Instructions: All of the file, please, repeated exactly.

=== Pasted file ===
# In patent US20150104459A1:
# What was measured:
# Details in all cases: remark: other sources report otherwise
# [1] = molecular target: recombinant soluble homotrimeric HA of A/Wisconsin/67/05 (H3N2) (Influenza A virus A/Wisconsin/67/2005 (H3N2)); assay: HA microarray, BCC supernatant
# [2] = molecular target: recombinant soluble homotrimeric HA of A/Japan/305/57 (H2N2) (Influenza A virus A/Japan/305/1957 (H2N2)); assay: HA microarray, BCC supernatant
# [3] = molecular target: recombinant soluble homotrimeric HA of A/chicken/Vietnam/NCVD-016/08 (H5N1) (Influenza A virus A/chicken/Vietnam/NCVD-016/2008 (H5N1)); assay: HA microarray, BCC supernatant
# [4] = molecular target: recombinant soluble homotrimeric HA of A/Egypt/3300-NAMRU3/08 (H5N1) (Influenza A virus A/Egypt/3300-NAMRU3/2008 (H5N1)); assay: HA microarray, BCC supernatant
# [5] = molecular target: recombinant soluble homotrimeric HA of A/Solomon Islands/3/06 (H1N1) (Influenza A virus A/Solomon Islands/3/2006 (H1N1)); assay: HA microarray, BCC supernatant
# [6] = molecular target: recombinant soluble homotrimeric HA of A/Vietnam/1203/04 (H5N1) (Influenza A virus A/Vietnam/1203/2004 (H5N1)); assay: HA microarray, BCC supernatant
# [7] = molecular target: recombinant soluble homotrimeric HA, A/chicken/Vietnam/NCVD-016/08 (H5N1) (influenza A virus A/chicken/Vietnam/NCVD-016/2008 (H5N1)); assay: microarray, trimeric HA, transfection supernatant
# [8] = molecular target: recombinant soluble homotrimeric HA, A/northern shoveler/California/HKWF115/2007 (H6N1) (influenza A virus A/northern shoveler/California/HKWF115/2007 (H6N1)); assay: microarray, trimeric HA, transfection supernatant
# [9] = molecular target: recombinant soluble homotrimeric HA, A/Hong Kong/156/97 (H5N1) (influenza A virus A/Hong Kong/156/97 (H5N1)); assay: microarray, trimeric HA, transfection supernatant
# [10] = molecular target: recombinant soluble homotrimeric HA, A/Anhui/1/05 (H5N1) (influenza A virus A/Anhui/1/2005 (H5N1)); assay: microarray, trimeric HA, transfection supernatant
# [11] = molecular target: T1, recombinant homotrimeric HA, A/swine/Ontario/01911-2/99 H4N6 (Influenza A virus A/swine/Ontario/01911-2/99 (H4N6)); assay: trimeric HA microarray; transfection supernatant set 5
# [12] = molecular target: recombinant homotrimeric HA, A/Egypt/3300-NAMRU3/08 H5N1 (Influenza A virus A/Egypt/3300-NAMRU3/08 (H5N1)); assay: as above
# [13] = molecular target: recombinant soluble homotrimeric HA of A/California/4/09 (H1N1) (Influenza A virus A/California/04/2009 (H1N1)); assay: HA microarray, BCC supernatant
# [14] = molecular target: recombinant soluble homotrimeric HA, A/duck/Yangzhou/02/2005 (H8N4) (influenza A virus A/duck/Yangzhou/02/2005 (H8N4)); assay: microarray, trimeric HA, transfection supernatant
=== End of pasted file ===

# In patent US20150104459A1:
# What was measured:
# Details in all cases: remark: other sources report otherwise
# [1] = molecular target: recombinant soluble homotrimeric HA of A/Wisconsin/67/05 (H3N2) (Influenza A virus A/Wisconsin/67/2005 (H3N2)); assay: HA microarray, BCC supernatant
# [2] = molecular target: recombinant soluble homotrimeric HA of A/Japan/305/57 (H2N2) (Influenza A virus A/Japan/305/1957 (H2N2)); assay: HA microarray, BCC supernatant
# [3] = molecular target: recombinant soluble homotrimeric HA of A/chicken/Vietnam/NCVD-016/08 (H5N1) (Influenza A virus A/chicken/Vietnam/NCVD-016/2008 (H5N1)); assay: HA microarray, BCC supernatant
# [4] = molecular target: recombinant soluble homotrimeric HA of A/Egypt/3300-NAMRU3/08 (H5N1) (Influenza A virus A/Egypt/3300-NAMRU3/2008 (H5N1)); assay: HA microarray, BCC supernatant
# [5] = molecular target: recombinant soluble homotrimeric HA of A/Solomon Islands/3/06 (H1N1) (Influenza A virus A/Solomon Islands/3/2006 (H1N1)); assay: HA microarray, BCC supernatant
# [6] = molecular target: recombinant soluble homotrimeric HA of A/Vietnam/1203/04 (H5N1) (Influenza A virus A/Vietnam/1203/2004 (H5N1)); assay: HA microarray, BCC supernatant
# [7] = molecular target: recombinant soluble homotrimeric HA, A/chicken/Vietnam/NCVD-016/08 (H5N1) (influenza A virus A/chicken/Vietnam/NCVD-016/2008 (H5N1)); assay: microarray, trimeric HA, transfection supernatant
# [8] = molecular target: recombinant soluble homotrimeric HA, A/northern shoveler/California/HKWF115/2007 (H6N1) (influenza A virus A/northern shoveler/California/HKWF115/2007 (H6N1)); assay: microarray, trimeric HA, transfection supernatant
# [9] = molecular target: recombinant soluble homotrimeric HA, A/Hong Kong/156/97 (H5N1) (influenza A virus A/Hong Kong/156/97 (H5N1)); assay: microarray, trimeric HA, transfection supernatant
# [10] = molecular target: recombinant soluble homotrimeric HA, A/Anhui/1/05 (H5N1) (influenza A virus A/Anhui/1/2005 (H5N1)); assay: microarray, trimeric HA, transfection supernatant
# [11] = molecular target: T1, recombinant homotrimeric HA, A/swine/Ontario/01911-2/99 H4N6 (Influenza A virus A/swine/Ontario/01911-2/99 (H4N6)); assay: trimeric HA microarray; transfection supernatant set 5
# [12] = molecular target: recombinant homotrimeric HA, A/Egypt/3300-NAMRU3/08 H5N1 (Influenza A virus A/Egypt/3300-NAMRU3/08 (H5N1)); assay: as above
# [13] = molecular target: recombinant soluble homotrimeric HA of A/California/4/09 (H1N1) (Influenza A virus A/California/04/2009 (H1N1)); assay: HA microarray, BCC supernatant
# [14] = molecular target: recombinant soluble homotrimeric HA, A/duck/Yangzhou/02/2005 (H8N4) (influenza A virus A/duck/Yangzhou/02/2005 (H8N4)); assay: microarray, trimeric HA, transfection supernatant